Eighteen Lambeth restaurants are selling on Just Eat despite their zero or one star food hygiene ratings.
But research shows the takeaways and cafes score an average of 4.4 stars out of six on the popular online food order and delivery service.
Jimmy’s Plaice, a fish and chip shop on Coldharbour Lane, has a one rating from the Food Standards Agency, meaning major improvement is necessary.
And yet it receives the top ranking of six on Just Eat, with a slew of positive reviews.
The Just Eat star ratings are based on the ratings left by customers following an order. Customers score restaurants on food quality, restaurant service and delivery times, and also have the option of leaving a detailed review.
Businesses are not required to display their food hygiene score on Just Eat, with only user ratings visible on the page, a move that has been criticised by campaigners.
Village Masaleh, an Indian and Pakistani restaurant, is the only Lambeth takeaway on Just Eat to receive a zero, with a FSA report highlighting how the management of food safety required urgent improvement, with the cleanliness and condition of the building also flagged for concern.
However, their Just Eat entry is flooded with happy comments – earning them a 5.2 rating.
Sizzlerz, near Streatham station offers gourmet, kebab and halal food and has 4.5 stars from 2,822 reviews.
Among the other local restaurants listed on Just Eat with a one star food standards rating are Bravi Ragazzi, Delhi Bites and Perpericon.
In Kennington, Chinese takeaway Happy Family gets one star from the FSA, as does Chicken and Pizza Palace, listed as Palace Grill, on Kennington Park Road.
Four Just Eat restaurants near West Norwood station need major improvement – New Golden Wok, Lal Baag, Wah Moul and Papadom On The Hill.
In Brixton two Chinese takeaways on Just Eat scored just one from food standards officials, Panda Oriental on Brixton Road and Paya on Brixton Hill.
Others with low food hygiene scores were Burger Bros, near Tulse Hill station, the Indian Post near Gipsy Hill station and Peri Peri Original, near Stockwell tube station.
Just Eat policy states that restaurants must be FSA registered to be allowed on the platform and that free accredited food hygiene training is available for all restaurants.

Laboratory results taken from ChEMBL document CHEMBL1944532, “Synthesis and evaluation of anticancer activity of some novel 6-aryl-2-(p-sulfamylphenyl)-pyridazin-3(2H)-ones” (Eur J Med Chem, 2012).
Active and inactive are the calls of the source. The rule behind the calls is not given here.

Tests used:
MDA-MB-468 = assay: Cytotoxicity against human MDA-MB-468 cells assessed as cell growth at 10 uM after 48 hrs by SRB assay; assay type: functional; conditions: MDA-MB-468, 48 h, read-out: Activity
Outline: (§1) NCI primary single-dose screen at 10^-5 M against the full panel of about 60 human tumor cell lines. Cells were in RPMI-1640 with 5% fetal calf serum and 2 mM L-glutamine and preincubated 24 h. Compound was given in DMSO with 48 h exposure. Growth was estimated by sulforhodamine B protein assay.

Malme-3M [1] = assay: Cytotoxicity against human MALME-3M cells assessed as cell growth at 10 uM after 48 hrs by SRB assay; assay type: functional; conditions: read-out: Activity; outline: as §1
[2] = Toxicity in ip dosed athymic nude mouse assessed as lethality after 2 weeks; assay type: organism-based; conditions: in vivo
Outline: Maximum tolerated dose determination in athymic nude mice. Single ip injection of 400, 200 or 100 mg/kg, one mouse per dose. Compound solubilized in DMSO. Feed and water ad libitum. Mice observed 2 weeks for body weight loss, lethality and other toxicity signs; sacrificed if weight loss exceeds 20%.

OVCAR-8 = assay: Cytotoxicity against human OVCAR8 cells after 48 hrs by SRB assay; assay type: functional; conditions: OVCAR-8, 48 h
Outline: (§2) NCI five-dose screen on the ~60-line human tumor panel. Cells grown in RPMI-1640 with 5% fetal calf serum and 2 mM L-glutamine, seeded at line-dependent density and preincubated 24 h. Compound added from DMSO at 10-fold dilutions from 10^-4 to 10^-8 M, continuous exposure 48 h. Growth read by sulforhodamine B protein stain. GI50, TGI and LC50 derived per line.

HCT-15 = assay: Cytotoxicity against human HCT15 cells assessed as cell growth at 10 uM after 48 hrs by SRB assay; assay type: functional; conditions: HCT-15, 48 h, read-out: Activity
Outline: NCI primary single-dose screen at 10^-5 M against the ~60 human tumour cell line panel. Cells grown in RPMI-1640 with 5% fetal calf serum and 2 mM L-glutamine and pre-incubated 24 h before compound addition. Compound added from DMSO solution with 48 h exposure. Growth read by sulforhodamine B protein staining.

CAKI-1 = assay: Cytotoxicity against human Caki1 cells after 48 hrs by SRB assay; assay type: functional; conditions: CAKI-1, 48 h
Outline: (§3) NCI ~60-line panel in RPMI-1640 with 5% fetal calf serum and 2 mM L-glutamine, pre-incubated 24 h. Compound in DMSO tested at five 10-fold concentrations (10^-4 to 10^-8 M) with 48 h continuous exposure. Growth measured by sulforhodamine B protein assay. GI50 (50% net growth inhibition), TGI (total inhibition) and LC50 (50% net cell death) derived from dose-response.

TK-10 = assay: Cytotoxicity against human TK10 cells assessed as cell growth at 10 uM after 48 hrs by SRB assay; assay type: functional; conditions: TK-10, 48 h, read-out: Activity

A spokesperson from Just Eat said: “Food safety is an issue we take extremely seriously.
“It is already a legal requirement for food businesses in Wales and Northern Ireland to display their rating and the FSA is committed to introducing the mandatory display of ratings to food outlets in England.
“Whenever any potential food safety issues are brought to our attention our restaurant compliance team will review, investigate and liaise with the relevant local authority and Environmental Health Officers as appropriate.”
They also said that the information about food hygiene standards are available on the website, but the FSA is calling on the takeaway giant to make the food hygiene ratings more obvious.
Publicly listed Just Eat is one of this year’s most impressive performers on the FTSE 100 – with annual revenue estimates between £660 and £700m, which some analysts have even called ‘conservative’.
In England it is voluntary to display your food hygiene rating, which has led to restaurants with a low hygiene rating not presenting their results.
The FSA said that it wants a change in regulation, so it is mandatory to display food hygiene ratings for consumer safety.
“The Food Hygiene Rating Scheme means that people can choose to eat out or buy food at places with higher ratings,” said a spokesman. “Businesses with low ratings will thus be encouraged to improve standards and to maintain these in the future.”
Just Eat insist that they take consumer concerns seriously and are launching a trial to display food hygiene ratings on their platform in Northern Ireland, which could then be extended nationwide.
For more details see http://ratings.food.gov.uk/